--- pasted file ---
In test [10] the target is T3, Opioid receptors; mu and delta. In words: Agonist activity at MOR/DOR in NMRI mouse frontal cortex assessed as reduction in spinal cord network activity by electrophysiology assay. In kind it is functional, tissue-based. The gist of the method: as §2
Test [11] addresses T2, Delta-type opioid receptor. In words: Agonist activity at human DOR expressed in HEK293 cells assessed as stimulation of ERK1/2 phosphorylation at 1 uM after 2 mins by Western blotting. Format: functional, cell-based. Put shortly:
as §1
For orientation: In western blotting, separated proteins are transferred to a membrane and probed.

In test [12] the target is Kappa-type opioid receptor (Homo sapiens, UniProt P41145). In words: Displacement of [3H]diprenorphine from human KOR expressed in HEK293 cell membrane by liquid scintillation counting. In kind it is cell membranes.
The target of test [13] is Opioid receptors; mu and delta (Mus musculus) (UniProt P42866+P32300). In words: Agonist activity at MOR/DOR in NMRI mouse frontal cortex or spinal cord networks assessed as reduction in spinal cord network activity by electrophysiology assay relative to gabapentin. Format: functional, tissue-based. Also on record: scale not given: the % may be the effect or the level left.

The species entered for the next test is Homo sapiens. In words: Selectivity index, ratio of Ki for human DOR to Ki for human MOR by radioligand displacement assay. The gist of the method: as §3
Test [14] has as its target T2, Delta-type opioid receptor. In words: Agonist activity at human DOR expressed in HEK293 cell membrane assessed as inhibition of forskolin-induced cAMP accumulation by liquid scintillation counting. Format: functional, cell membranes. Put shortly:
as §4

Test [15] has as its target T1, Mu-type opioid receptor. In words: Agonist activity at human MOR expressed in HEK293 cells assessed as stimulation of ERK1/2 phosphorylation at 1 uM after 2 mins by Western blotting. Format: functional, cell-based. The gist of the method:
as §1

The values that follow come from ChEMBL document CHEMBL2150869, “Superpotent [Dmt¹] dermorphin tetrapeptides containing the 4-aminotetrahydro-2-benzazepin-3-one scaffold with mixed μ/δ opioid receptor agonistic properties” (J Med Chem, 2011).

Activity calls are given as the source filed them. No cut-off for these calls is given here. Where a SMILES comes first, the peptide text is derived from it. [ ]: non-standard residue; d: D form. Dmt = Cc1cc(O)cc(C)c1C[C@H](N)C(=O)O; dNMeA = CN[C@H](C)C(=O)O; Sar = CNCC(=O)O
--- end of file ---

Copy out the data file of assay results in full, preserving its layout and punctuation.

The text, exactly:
In test [10] the target is T3, Opioid receptors; mu and delta. In words: Agonist activity at MOR/DOR in NMRI mouse frontal cortex assessed as reduction in spinal cord network activity by electrophysiology assay. In kind it is functional, tissue-based. The gist of the method: as §2
Test [11] addresses T2, Delta-type opioid receptor. In words: Agonist activity at human DOR expressed in HEK293 cells assessed as stimulation of ERK1/2 phosphorylation at 1 uM after 2 mins by Western blotting. Format: functional, cell-based. Put shortly:
as §1
For orientation: In western blotting, separated proteins are transferred to a membrane and probed.

In test [12] the target is Kappa-type opioid receptor (Homo sapiens, UniProt P41145). In words: Displacement of [3H]diprenorphine from human KOR expressed in HEK293 cell membrane by liquid scintillation counting. In kind it is cell membranes.
The target of test [13] is Opioid receptors; mu and delta (Mus musculus) (UniProt P42866+P32300). In words: Agonist activity at MOR/DOR in NMRI mouse frontal cortex or spinal cord networks assessed as reduction in spinal cord network activity by electrophysiology assay relative to gabapentin. Format: functional, tissue-based. Also on record: scale not given: the % may be the effect or the level left.

The species entered for the next test is Homo sapiens. In words: Selectivity index, ratio of Ki for human DOR to Ki for human MOR by radioligand displacement assay. The gist of the method: as §3
Test [14] has as its target T2, Delta-type opioid receptor. In words: Agonist activity at human DOR expressed in HEK293 cell membrane assessed as inhibition of forskolin-induced cAMP accumulation by liquid scintillation counting. Format: functional, cell membranes. Put shortly:
as §4

Test [15] has as its target T1, Mu-type opioid receptor. In words: Agonist activity at human MOR expressed in HEK293 cells assessed as stimulation of ERK1/2 phosphorylation at 1 uM after 2 mins by Western blotting. Format: functional, cell-based. The gist of the method:
as §1

The values that follow come from ChEMBL document CHEMBL2150869, “Superpotent [Dmt¹] dermorphin tetrapeptides containing the 4-aminotetrahydro-2-benzazepin-3-one scaffold with mixed μ/δ opioid receptor agonistic properties” (J Med Chem, 2011).

Activity calls are given as the source filed them. No cut-off for these calls is given here. Where a SMILES comes first, the peptide text is derived from it. [ ]: non-standard residue; d: D form. Dmt = Cc1cc(O)cc(C)c1C[C@H](N)C(=O)O; dNMeA = CN[C@H](C)C(=O)O; Sar = CNCC(=O)O